Ay yay yay, Melech HaMashiach,

      Ay yay yay, Baruch Haba.”

When the long-gowned, long-sidelocked, prayer-shawl enswathed Yemenite had first arrived in Zichron Yaacov, the Russian Jews had found it difficult to believe that this golden-skinned apparition could be a Jew. The first time Tevye saw him, he mistook him for an Arab. But an Arab with tzitzit and peyes? The sight was a puzzle. When Elisha joined them in prayer, this seemed even stranger. Everyone knew that only a Jew could be included in an official prayer minyan of ten. Still more bewildering, the Yemenite spoke Hebrew more fluently than all of them. True, the melodious wailing which ushered from his lips was a Hebrew which Tevye had never heard, but it was the language of his forefathers nonetheless.

I’m Not Such a Bad Guy After All!

Thursday, January 17th, 2013

I know most of you think I’m just another pretty face. Others think that I’m just another hack blogger. And still others believe I’m like a bothersome fly that won’t go away. But the truth is that by the grace of God, I’m one of the most important novelists that the Jewish People have today. I’m not speaking about the bestselling darlings of the goyim, like Philip Roth, and those other mockers of Judaism and peddlers of assimilation. Sure, they know how to put a sentence together, but from a Torah point of view, their stuff is traif. Cut off from Torah, they write about sin and despair. In contrast, my novels are filled with an unabashed love for Torah, for tshuva, for the Holy One Blessed Be He, and for Eretz Yisrael. Plus, they’re all very well-written, inspiring, and packed with humor as well.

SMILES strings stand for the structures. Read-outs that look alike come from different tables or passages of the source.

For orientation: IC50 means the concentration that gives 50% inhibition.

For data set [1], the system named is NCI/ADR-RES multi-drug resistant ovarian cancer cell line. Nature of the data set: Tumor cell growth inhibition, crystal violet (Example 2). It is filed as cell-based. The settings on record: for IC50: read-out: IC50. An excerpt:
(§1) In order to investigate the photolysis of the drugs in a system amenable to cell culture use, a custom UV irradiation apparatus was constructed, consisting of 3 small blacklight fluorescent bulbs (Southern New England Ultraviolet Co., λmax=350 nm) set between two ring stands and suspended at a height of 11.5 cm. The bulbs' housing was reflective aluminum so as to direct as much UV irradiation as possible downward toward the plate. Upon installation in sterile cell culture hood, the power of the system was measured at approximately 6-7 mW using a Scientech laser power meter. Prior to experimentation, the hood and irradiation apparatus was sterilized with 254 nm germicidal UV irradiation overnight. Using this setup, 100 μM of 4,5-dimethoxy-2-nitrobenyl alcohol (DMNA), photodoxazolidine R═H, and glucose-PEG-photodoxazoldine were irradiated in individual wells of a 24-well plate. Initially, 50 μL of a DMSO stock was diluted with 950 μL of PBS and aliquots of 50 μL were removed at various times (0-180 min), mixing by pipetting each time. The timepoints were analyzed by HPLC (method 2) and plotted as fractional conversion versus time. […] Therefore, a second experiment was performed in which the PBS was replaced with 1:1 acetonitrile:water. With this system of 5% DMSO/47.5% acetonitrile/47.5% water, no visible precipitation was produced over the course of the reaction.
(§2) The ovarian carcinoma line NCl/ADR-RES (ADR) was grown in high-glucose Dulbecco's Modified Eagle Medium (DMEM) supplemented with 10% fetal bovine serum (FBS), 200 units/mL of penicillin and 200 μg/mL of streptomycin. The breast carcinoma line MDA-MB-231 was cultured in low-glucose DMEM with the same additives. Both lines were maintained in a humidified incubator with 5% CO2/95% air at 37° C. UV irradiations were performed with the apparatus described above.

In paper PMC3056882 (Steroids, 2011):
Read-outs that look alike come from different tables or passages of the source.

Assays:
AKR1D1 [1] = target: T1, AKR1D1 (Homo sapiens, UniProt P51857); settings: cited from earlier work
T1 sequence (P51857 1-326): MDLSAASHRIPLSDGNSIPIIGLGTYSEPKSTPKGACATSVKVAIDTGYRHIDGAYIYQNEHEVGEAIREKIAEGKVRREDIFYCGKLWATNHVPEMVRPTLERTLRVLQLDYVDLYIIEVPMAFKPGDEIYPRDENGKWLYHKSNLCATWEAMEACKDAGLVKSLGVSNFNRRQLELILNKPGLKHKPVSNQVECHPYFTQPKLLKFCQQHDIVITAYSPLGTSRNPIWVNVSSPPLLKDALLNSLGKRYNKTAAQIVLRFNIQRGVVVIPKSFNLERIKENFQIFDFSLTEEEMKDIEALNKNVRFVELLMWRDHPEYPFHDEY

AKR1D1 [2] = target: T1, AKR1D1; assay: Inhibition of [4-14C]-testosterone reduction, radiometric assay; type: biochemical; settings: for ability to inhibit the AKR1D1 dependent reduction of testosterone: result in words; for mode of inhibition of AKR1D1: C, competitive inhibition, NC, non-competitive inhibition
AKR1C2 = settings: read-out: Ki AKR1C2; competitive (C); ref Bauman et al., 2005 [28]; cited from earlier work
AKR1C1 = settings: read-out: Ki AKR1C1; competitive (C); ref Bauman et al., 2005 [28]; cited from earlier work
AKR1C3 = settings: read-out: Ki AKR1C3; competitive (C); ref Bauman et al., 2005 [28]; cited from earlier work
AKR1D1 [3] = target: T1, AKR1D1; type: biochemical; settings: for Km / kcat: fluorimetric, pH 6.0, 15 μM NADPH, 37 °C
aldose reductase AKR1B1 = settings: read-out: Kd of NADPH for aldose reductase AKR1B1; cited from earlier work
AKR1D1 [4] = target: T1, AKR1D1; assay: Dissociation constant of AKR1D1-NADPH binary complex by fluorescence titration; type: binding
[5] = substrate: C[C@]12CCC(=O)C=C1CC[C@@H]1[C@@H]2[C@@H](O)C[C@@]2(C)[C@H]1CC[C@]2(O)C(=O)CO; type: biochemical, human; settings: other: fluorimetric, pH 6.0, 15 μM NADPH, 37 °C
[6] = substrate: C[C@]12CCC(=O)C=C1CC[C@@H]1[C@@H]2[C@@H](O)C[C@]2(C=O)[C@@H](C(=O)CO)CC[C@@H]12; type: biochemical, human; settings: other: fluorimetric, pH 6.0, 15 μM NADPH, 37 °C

Like my novel, “Tevye in the Promised Land,” which the Jewish Press has been serializing. A sequel to “Fiddler on the Roof,” the inspiring, fun-filled saga takes Tevye the Milkman from his plundered village of Anatekva to the Holy Land, where he becomes a pioneer settler. One of the reasons I wrote the novel was because I realized that both Jewish students and their parents didn’t really know anything about this fantastic period of our history, a period filled with heroism and adventure.

So I took the world renowned character of Tevye and placed him and his daughters smack in the center of the early pioneer rebuilding of Israel, surrounded by colorful characters like the Baron Rothchild, Rabbi Kook, and David Ben Gurion. The novel won the Israel Ministry of Education Award for Creativity and Jewish Culture. It’s wonderful reading for the entire family, especially for teenagers. And you can read it for free, right here, at the Jewish Press.